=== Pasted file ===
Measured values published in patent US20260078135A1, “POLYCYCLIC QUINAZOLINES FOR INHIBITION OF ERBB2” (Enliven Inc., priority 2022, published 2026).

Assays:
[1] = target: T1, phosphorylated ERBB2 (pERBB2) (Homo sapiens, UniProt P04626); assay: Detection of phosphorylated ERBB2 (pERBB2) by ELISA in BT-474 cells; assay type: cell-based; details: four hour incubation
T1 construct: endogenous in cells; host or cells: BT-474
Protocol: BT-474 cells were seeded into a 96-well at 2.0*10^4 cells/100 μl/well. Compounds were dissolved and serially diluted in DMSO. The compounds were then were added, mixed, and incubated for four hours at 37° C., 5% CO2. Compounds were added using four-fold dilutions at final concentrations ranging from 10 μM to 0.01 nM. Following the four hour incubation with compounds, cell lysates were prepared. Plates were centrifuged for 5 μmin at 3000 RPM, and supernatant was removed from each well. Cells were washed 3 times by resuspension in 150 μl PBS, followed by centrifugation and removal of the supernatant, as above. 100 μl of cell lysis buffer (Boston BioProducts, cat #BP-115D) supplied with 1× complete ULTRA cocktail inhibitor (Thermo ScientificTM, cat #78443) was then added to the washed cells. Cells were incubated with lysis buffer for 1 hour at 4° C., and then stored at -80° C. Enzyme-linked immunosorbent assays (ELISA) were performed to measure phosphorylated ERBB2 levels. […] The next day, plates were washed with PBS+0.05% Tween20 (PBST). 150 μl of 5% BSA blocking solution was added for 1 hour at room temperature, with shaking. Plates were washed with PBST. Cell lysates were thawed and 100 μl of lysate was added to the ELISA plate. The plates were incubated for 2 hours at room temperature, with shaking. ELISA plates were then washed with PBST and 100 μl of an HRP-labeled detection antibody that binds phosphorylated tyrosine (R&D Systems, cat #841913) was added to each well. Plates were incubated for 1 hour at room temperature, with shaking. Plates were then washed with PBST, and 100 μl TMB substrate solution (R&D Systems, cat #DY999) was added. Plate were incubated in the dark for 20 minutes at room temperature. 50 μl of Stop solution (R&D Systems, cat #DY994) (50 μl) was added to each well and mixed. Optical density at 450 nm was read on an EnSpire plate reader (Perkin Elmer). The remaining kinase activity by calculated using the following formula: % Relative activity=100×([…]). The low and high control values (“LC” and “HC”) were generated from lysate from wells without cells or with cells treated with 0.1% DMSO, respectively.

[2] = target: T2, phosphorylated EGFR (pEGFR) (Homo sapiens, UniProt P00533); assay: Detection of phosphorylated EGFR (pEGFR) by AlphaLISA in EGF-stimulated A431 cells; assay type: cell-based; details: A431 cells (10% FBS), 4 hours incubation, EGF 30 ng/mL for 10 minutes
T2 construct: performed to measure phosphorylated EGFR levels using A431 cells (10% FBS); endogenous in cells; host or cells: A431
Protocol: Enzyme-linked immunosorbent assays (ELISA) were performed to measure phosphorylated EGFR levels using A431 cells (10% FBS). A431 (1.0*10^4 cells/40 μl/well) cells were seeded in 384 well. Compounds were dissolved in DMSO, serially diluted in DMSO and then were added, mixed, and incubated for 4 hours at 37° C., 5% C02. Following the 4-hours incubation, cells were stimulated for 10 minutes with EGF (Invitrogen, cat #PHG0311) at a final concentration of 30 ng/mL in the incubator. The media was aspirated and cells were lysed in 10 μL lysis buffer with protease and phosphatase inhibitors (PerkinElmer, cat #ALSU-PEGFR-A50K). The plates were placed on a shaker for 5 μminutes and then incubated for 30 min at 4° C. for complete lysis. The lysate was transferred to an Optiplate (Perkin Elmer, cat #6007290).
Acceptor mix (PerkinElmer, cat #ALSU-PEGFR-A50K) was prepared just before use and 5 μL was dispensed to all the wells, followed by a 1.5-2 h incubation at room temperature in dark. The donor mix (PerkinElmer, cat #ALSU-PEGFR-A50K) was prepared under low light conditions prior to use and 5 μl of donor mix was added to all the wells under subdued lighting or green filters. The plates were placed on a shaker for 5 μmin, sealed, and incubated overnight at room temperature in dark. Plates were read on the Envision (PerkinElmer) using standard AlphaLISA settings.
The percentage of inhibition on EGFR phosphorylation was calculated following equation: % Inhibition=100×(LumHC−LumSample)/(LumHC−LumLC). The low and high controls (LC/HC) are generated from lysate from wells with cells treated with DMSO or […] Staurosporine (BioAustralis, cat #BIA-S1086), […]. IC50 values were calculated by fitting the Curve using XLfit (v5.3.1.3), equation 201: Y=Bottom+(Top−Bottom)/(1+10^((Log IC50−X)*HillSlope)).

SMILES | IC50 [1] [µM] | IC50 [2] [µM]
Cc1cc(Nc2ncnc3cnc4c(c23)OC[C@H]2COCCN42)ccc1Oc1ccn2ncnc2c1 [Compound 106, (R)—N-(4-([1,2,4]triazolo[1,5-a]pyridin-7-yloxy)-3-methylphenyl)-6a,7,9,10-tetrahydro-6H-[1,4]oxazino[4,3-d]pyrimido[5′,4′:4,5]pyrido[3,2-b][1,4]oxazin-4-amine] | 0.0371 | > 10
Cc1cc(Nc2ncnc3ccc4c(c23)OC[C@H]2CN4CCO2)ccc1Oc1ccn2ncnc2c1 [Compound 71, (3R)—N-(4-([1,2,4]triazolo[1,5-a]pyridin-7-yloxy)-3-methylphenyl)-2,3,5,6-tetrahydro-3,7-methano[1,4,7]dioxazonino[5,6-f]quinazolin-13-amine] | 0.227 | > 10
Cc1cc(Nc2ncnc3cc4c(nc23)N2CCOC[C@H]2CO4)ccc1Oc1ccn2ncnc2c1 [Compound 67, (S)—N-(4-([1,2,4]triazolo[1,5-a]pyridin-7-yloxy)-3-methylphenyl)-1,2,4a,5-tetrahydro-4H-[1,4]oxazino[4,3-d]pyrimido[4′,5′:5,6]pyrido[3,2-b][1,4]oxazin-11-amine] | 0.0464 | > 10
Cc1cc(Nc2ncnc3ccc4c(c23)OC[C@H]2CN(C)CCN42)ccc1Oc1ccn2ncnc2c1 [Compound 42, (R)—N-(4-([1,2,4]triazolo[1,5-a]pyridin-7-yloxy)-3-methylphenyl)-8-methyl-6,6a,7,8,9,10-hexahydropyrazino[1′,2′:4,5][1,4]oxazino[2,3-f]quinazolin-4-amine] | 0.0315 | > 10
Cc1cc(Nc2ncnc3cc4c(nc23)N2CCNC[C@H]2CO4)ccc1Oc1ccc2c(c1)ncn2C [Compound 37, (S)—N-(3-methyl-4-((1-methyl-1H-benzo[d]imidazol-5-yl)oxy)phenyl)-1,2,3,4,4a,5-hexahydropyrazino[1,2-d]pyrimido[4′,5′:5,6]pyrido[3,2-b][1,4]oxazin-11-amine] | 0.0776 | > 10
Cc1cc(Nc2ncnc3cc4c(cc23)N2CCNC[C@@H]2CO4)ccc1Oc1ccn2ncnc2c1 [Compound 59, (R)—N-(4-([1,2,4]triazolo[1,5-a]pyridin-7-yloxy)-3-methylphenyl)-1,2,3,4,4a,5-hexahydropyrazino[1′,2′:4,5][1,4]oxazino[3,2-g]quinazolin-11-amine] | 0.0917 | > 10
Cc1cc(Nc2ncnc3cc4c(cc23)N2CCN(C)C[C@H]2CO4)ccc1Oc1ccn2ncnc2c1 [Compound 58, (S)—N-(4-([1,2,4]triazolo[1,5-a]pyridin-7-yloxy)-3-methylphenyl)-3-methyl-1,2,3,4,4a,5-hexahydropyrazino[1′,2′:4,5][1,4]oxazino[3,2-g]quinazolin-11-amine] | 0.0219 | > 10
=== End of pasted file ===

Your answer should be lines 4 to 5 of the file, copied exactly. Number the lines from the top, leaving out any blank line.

T1 construct: endogenous in cells; host or cells: BT-474
Protocol: BT-474 cells were seeded into a 96-well at 2.0*10^4 cells/100 μl/well. Compounds were dissolved and serially diluted in DMSO. The compounds were then were added, mixed, and incubated for four hours at 37° C., 5% CO2. Compounds were added using four-fold dilutions at final concentrations ranging from 10 μM to 0.01 nM. Following the four hour incubation with compounds, cell lysates were prepared. Plates were centrifuged for 5 μmin at 3000 RPM, and supernatant was removed from each well. Cells were washed 3 times by resuspension in 150 μl PBS, followed by centrifugation and removal of the supernatant, as above. 100 μl of cell lysis buffer (Boston BioProducts, cat #BP-115D) supplied with 1× complete ULTRA cocktail inhibitor (Thermo ScientificTM, cat #78443) was then added to the washed cells. Cells were incubated with lysis buffer for 1 hour at 4° C., and then stored at -80° C. Enzyme-linked immunosorbent assays (ELISA) were performed to measure phosphorylated ERBB2 levels. […] The next day, plates were washed with PBS+0.05% Tween20 (PBST). 150 μl of 5% BSA blocking solution was added for 1 hour at room temperature, with shaking. Plates were washed with PBST. Cell lysates were thawed and 100 μl of lysate was added to the ELISA plate. The plates were incubated for 2 hours at room temperature, with shaking. ELISA plates were then washed with PBST and 100 μl of an HRP-labeled detection antibody that binds phosphorylated tyrosine (R&D Systems, cat #841913) was added to each well. Plates were incubated for 1 hour at room temperature, with shaking. Plates were then washed with PBST, and 100 μl TMB substrate solution (R&D Systems, cat #DY999) was added. Plate were incubated in the dark for 20 minutes at room temperature. 50 μl of Stop solution (R&D Systems, cat #DY994) (50 μl) was added to each well and mixed. Optical density at 450 nm was read on an EnSpire plate reader (Perkin Elmer). The remaining kinase activity by calculated using the following formula: % Relative activity=100×([…]). The low and high control values (“LC” and “HC”) were generated from lysate from wells without cells or with cells treated with 0.1% DMSO, respectively.